The world might be ending. There’s … an alien invasion, or something? They’re called Immortals; and there are pillars of blue light and a mysterious, beautiful boy and a girl with a very special destiny? Her name is Satchel, all her male friends are called Finn.

You’re not supposed to care too much about the whole world-might-be-ending plot, though. Because the teenagers who do not have special destinies or particularly storyable lives are the focus of this book, and they have long accepted that “the indie kids” are going to have the occasional world-saving adventure and that’s their thing, and everyone else may as well devote their energies to the ordinary life struggles over which they have some (though not much) hope of gaining control. For Mikey, those struggles include his probably-unrequited feelings for his friend Henna, the difficulties of being thrust occasionally into the spotlight by a parent who is also a politician, his own mental health, the attractive new kid with whom Henna is spending far too much time.

These concerns are minor compared to those of the indie kids, but they are on the whole treated well. I love that, for example, the book’s emotional climax is a moment between Mikey and his best friend–friendship here is urgent and important and central. Mikey and Mel’s protectiveness of each other and of their younger sister is great, and Mikey’s anxiety (though the sessions with his psychiatrist are necessarily a bit basic) feels well done. I’m less impressed by the treatment of Mel’s anorexia: less because of any direct treatment of it (that’s all fine, the characters are on the whole great about it) than because Ness doesn’t seem to mind contributing to a larger fat shaming culture elsewhere in the book. (In a throwaway line early on, Mikey is working at a restaurant part time and “putting extra slices of cheesy toast on a plate for the really, really fat family at table two”; everyone in the place seems to be eating ridiculous quantities of all-you-can-eat cheesy toast [surely that's not a real thing, America], but still the “really, really fat” are associated with excess.) Meanwhile, there is the slight worry of larger affairs impinging upon this set of concerns (will the indie kids blow up the school, or the world end, before this group of friends can graduate?)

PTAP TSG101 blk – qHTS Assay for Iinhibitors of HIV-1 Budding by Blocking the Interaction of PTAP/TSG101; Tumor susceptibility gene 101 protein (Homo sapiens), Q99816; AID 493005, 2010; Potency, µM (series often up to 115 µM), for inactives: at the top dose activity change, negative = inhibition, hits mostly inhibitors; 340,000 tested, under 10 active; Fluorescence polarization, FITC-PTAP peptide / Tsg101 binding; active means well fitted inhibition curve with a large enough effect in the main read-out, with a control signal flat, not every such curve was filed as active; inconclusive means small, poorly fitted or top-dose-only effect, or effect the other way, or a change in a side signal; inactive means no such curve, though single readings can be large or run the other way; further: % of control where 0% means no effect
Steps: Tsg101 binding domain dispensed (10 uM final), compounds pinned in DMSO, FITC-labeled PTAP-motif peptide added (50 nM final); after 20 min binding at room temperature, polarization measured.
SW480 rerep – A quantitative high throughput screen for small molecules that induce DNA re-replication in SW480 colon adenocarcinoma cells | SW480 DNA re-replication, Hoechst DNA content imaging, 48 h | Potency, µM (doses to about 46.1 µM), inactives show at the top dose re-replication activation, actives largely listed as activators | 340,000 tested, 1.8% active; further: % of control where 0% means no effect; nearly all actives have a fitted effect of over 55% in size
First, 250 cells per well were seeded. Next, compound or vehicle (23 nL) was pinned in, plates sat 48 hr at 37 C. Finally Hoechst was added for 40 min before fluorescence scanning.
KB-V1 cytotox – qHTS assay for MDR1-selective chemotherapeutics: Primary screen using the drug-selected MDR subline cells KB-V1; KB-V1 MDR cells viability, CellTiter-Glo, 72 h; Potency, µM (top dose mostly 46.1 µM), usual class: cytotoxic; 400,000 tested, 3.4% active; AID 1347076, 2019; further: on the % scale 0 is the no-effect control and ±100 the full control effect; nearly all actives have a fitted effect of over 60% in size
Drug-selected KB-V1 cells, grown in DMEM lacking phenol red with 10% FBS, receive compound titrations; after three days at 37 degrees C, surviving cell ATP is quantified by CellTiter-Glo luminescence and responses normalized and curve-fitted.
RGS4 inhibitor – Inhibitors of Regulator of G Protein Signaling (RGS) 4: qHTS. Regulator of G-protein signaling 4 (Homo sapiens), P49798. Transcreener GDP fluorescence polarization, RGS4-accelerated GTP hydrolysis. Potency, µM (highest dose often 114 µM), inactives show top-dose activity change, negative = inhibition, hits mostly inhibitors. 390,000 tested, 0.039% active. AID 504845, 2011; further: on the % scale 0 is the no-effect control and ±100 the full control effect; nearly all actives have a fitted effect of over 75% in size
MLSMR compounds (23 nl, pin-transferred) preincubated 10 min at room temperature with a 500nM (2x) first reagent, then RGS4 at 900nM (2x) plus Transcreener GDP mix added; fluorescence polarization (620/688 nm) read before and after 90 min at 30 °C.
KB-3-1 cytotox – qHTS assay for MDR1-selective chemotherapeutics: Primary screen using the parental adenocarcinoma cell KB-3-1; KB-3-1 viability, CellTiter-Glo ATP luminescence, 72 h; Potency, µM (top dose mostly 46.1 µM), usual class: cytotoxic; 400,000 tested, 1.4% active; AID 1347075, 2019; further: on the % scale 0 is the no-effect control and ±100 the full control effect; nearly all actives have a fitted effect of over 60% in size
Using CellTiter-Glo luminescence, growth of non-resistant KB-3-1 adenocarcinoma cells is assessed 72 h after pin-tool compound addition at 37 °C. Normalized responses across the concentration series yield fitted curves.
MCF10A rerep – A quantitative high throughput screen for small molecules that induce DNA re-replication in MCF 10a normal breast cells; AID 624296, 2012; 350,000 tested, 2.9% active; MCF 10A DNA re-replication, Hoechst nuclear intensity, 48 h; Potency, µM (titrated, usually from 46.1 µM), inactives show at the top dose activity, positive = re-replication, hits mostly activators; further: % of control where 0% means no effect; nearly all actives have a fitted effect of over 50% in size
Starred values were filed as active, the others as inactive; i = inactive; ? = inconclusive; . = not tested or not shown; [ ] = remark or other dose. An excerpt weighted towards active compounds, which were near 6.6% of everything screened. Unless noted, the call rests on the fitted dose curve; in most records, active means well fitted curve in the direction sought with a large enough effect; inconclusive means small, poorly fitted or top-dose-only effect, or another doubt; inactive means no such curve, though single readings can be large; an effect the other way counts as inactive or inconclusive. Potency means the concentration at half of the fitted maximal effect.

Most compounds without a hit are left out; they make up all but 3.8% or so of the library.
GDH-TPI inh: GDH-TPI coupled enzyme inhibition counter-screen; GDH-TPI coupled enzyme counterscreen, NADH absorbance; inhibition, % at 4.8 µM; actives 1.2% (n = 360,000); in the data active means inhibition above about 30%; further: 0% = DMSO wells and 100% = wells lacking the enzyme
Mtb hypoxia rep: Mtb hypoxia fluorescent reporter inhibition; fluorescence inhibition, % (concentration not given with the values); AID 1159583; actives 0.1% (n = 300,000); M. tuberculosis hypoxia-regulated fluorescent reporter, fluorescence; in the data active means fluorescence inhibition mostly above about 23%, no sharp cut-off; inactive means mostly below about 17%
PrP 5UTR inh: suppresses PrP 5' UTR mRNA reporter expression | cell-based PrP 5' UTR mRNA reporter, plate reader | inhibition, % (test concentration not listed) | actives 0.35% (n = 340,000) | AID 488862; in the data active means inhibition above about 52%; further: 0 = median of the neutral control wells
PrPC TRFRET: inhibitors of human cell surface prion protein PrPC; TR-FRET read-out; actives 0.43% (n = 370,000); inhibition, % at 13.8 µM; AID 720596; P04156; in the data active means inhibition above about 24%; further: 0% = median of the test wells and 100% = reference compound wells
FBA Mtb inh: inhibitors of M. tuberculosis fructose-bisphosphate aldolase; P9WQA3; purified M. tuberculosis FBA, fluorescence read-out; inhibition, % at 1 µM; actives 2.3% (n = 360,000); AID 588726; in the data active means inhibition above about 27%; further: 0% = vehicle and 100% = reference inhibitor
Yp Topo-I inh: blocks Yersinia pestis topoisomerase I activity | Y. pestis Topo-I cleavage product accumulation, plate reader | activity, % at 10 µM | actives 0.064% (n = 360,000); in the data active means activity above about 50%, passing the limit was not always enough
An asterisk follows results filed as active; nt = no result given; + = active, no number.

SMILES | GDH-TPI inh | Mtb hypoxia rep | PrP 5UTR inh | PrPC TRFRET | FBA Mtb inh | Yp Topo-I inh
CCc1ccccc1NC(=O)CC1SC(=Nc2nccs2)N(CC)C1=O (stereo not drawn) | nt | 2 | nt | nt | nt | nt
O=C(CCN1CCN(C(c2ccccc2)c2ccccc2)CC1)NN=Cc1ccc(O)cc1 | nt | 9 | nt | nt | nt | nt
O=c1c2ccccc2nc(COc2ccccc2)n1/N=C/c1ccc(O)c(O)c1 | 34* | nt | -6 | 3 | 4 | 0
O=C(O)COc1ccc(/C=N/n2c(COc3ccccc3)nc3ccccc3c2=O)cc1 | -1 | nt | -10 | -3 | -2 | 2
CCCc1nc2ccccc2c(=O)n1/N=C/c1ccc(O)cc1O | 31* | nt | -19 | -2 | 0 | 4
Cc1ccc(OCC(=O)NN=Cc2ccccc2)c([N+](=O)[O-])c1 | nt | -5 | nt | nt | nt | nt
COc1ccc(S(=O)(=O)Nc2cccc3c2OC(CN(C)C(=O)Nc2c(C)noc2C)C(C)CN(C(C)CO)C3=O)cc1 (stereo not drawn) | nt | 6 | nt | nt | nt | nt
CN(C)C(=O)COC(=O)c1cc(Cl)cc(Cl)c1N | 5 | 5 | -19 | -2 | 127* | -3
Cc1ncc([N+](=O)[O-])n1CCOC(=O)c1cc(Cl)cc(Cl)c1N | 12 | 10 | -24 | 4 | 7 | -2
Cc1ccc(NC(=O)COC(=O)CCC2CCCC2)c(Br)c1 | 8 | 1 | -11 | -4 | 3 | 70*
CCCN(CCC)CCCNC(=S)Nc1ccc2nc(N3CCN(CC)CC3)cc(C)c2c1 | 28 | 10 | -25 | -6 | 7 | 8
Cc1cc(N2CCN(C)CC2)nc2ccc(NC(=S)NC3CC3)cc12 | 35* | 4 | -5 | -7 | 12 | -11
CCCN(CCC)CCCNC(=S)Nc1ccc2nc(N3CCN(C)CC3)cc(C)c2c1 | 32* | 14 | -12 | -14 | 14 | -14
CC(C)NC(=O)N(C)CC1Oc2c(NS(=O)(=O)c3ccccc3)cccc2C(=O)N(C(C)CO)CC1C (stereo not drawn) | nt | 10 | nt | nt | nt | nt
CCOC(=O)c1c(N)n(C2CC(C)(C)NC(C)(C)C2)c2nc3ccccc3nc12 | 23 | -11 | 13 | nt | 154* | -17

Basically, it’s Rosencrantz and Guildenstern Are Dead, but with YA. That might sound delightful or cringeworthy (for me, I think it’s mostly the latter) but much depends on whether it’s a one-note joke or something fundamental to the structure of the book and how it conceives of fiction. Possibly even more than The Ghosts of Heaven Ness’s book requires you to have some knowledge of its intertexts–a solid grounding in Buffy the Vampire Slayer is useful, as is being familiar enough with the tropes that you can do a quiet “hah” when they pop up here. Each chapter is headed with a short summary of current events in the larger cosmic battle, the contrast between these dramatic events and the relatively mundane lives of our characters is frequently hilarious.

There’s something funny to be said about the ways in which other works of YA (precisely the sorts that this book is spoofing) also position their characters as oppressed underdogs or unlikely heroes. On several counts, Mikey is exactly the sort of person likely to be a hero in fiction–he’s a (we’re told) intelligent, not-fat, middle-class white kid, he doesn’t think he’s particularly attractive but other characters tell us he is, and like every other YA hero ever (I’m exaggerating, but hey) he thinks of himself as shut out of things–both the world-saving shenanigans that are going on elsewhere in the book, and the more immediate dynamics of his particular group of friends. (Of course, Mikey will discover that it’s his own preoccupation with the situation around Henna that has shut him out of some of these dynamics–he’s completely failed to notice, as the rest of the group has, that a close friend is now in a relationship.)

 

The thing is, though, the world might be ending.

 

I mentioned Rosencrantz and Guildenstern earlier in this post, and it’s been a decade or so since I read or watched the play so I may be about to say something very ignorant. But the reframing of the narrative to these sidelined characters in that play does interesting things in part because it works both at the levels of narrative (Hamlet!), and of real world power (whose decisions are indicative of power, and who gets caught up in the machinations of more powerful people?).

Questions of power and narrative come into play in interesting ways in the context of YA (and I’m going to make some sweeping generalisations about the genre, but then I’m writing about a book that also necessarily stereotypes the genre, so I absolve myself). There’s much that is ridiculous and unrealistic (in different ways to how vampires and alien invasions are unrealistic) about plucky individual teenagers saving the world, but these books make sense in the context of an audience of teenagers–i.e. people who have ethics and concerns and politics of their own, but lack the power to control their own lives. In some ways, The Rest of Us Just Live Here is the realistic counternarrative that acknowledges that most of us lack the power to thwart alien invasions, or even just protect our friends and families from hurt.